This tart risotto has a surprisingly savoury flavour, similar to tomato, and is served for lunch or dinner rather than as a dessert.






Skill level

Average: 3 (69 votes)

Strawberries have been used in Italian cooking as far back as ancient Rome, where they were often used to add extra flavour to meats and pulses. Today, Roman strawberries are still considered the best, with Lago di Nemi, a small town in the Roman hills, thought to produce the most flavoursome strawberries in the country. 


  • 250 g strawberries, hulled
  • 1 L chicken stock
  • 60 ml (¼ cup) olive oil
  • 1 onion, finely chopped
  • 300 g (1⅓ cups) arborio rice
  • 125 ml (½ cup) dry white wine
  • 2 tbsp thickened cream
  • 80 g (1 cup) grated Parmigiano-Reggiano (see Note)
  • mascarpone and basil leaves, to serve

Cook's notes

Oven temperatures are for conventional; if using fan-forced (convection), reduce the temperature by 20˚C. | We use Australian tablespoons and cups: 1 teaspoon equals 5 ml; 1 tablespoon equals 20 ml; 1 cup equals 250 ml. | All herbs are fresh (unless specified) and cups are lightly packed. | All vegetables are medium size and peeled, unless specified. | All eggs are 55-60 g, unless specified.


Place strawberries in a food processor and process until coarsely chopped. Set aside.

Place stock in a saucepan and bring to the boil, then reduce heat to low and keep at a gentle simmer.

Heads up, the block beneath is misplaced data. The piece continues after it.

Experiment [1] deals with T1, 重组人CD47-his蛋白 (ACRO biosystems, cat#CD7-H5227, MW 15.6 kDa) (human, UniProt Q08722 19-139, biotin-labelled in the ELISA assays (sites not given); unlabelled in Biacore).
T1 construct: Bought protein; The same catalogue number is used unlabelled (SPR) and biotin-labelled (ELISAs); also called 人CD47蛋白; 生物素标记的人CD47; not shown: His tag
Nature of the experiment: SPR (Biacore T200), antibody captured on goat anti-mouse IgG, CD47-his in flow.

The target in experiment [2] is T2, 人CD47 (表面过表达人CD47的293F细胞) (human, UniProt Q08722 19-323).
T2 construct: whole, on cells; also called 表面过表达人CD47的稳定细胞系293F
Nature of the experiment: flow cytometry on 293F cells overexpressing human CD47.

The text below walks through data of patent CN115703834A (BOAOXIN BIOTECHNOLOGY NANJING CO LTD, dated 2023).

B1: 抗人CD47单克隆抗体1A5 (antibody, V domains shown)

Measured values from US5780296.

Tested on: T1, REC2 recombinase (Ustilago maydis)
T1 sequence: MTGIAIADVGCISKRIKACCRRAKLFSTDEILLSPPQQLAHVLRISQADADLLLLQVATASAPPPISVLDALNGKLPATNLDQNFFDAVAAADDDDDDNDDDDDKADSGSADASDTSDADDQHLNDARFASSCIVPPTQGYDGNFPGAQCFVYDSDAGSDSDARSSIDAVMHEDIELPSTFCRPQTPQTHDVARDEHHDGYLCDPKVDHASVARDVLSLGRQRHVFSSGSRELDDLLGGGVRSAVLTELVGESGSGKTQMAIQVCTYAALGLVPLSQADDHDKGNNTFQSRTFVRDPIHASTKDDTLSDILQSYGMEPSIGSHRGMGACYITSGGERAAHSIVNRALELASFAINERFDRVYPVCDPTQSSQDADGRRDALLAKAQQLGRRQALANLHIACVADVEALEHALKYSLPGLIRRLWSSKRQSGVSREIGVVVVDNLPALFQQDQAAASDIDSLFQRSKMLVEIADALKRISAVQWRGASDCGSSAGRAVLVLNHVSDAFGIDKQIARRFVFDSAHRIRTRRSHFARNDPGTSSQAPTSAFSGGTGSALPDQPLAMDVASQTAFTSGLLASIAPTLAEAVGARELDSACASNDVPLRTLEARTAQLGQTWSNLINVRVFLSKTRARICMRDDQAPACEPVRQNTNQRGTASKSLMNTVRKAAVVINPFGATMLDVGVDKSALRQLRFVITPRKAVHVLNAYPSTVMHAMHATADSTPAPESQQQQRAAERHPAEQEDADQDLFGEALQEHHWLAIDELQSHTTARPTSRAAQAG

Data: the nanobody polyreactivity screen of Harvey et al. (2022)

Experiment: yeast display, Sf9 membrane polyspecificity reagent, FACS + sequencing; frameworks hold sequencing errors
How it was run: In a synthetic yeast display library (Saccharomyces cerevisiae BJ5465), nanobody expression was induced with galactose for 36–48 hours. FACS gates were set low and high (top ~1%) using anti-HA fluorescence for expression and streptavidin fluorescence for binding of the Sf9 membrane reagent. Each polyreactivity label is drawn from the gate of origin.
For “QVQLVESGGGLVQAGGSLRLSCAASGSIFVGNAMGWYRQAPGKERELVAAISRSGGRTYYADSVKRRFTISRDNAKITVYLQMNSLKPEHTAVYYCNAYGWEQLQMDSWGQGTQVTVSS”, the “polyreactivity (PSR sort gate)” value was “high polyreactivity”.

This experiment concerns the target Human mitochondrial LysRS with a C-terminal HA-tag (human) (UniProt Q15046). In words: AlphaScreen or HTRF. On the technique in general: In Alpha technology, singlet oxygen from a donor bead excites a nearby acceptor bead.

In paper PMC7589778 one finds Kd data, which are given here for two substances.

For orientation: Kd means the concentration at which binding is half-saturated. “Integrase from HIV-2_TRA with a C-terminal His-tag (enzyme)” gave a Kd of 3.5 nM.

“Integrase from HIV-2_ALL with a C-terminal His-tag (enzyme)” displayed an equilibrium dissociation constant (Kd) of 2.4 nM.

Meanwhile, heat oil in a frying pan over medium-low heat. Add onion and cook, stirring, for 5 minutes or until translucent. Add rice and stir for 1 minute or until coated in mixture. Add wine and simmer for 1 minute or until wine is completely absorbed.

Add a ladleful of hot stock, stirring occasionally, until stock has been absorbed. Repeat until about 250 ml of stock remains; this will take about 15 minutes. Add chopped strawberries and stir to combine. Add remaining stock and stir until all stock is absorbed and rice is al dente.

Remove from heat and stir in cream and half the Parmigiano-Reggiano. Season with salt and black pepper. Serve topped with a generous dollop of mascarpone and scattered with basil leaves, remaining Parmigiano-Reggiano and cracked black pepper.


• Parmigiano-Reggiano from delis, is the finest Italian parmesan cheese. Substitute regular parmesanor Grana Padano.



Photography Brett Stevens


As seen in Feast magazine, February 2014, Issue 28. For more recipes and articles, pick up a copy of this month's Feast magazine or check out our great subscriptions offers here.